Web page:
Tacoma Art Museum exhibit celebrates grassroots program that turns at-risk students into artists


21 Hilltop Artists alumni are featured in the museum’s colorful exhibit. #k5evening

TACOMA, Washington – At the Tacoma Art Museum exhibit, Gathering: 27 years of perched artiststhere are works made entirely of glass, colorful paintings that celebrate heritage, even sculptures made with neon.

What could they have in common with these artists we met at the exhibition?

“The common thread here is that we all came from Tacoma,” the curator said. Quiocho of Trenton. “And we’ve all been through Perched artists program.”

Co-founded in 1994 by Tacoma’s Dale Chihulythe most famous glass artist of our time, the original goal of the program was to prevent at-risk children from dropping out of school.

“It’s probably the only youth program in the country, if not the world, that uses glass art to connect with young people,” Quiocho said.

Over the years, some of these young people have become artists in their own right. David Rios was 13 when he joined the program. At the exhibit, you’ll see an ofrenda, an offering he created to remember recently deceased friends and family.

“This play really took me to a place where I’m a lot better mentally,” Rios said. “It brought me hope.”

Rios works at Glass Museum and teaches at Hilltop.

“I always tell my students to have faith in every step you take,” he said.

Emily Martin dedicated a piece called “Lola’s Rosary” to her mother. She has been creating glass art since she was 11 years old.

“What I love about working with glass is that it’s alive,” Martin said. “I can manipulate it. I can move it. It bends the way I want it to bend. And nothing is the same.”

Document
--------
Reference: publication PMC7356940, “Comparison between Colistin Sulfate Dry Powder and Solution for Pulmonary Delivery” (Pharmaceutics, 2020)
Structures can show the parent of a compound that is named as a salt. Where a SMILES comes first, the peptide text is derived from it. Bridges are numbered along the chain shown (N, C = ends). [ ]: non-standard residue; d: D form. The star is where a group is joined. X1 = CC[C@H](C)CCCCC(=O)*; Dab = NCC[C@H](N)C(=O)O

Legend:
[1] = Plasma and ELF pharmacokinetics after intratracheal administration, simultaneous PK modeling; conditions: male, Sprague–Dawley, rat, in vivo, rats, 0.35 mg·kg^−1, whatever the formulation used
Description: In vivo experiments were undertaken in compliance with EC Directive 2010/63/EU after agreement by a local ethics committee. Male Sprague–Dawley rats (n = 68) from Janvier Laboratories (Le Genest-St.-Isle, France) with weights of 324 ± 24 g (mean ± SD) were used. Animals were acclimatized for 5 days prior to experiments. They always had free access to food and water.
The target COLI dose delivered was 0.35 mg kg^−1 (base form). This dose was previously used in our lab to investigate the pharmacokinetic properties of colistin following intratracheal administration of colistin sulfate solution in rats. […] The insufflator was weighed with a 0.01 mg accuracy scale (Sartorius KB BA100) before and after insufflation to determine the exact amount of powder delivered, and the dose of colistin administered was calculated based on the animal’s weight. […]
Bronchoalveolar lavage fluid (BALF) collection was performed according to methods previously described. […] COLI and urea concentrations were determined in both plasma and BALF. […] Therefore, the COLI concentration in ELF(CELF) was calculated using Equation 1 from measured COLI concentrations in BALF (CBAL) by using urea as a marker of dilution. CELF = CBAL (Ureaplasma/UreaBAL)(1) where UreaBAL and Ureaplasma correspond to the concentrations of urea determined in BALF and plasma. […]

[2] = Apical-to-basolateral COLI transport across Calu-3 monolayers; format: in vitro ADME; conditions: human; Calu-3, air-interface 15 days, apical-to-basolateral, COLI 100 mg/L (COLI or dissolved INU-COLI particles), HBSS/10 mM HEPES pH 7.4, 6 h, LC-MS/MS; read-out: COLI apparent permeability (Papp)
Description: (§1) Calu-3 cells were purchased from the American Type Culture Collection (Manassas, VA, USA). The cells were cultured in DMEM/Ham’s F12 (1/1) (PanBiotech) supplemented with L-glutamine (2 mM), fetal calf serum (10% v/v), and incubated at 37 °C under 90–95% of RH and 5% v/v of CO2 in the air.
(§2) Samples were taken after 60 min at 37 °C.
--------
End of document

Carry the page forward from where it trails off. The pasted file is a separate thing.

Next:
Quiocho joined the Hilltop Artists program as a high school student and has been teaching there since 2013.

“Once I worked with the material, I was very hooked,” he said. “I couldn’t get enough. And it got me to where I am today.”

He was artist in residence at the Museum Of Glass where he made these pieces called “Trapped”.

“I pay homage to my Filipino heritage,” Quiocho said. “And then I use these very Venetian techniques to create these designs.”

Each piece in the exhibit represents hundreds of children who have had the chance to make their own way in the 21,000 degree heat. They may not all be artists, but they have all had the opportunity to create.

“I think the beauty of Hilltop is that it empowers everyone,” Rios said. “That we are artists, that you are special and that you are important.”

“Gather: 27 Years of Hilltop Artists” runs through September 4, 2022 at the Tacoma Art Museum.

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